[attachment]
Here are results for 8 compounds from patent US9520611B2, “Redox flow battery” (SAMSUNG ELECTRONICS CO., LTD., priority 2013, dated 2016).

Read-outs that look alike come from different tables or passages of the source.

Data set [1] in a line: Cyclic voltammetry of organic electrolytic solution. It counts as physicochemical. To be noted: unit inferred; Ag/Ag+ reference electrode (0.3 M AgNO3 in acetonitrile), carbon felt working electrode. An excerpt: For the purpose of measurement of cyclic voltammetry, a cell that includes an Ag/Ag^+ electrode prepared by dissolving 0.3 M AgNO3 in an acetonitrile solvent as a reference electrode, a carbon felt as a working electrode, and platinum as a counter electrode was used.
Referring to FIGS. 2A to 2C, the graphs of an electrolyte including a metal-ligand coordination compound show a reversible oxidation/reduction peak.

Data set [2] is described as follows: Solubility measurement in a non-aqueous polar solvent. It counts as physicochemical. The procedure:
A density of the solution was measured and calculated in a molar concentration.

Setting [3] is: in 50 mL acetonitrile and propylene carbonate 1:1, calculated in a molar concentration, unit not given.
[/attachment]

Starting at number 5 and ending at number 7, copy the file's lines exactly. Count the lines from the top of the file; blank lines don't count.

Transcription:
Data set [2] is described as follows: Solubility measurement in a non-aqueous polar solvent. It counts as physicochemical. The procedure:
A density of the solution was measured and calculated in a molar concentration.

Setting [3] is: in 50 mL acetonitrile and propylene carbonate 1:1, calculated in a molar concentration, unit not given.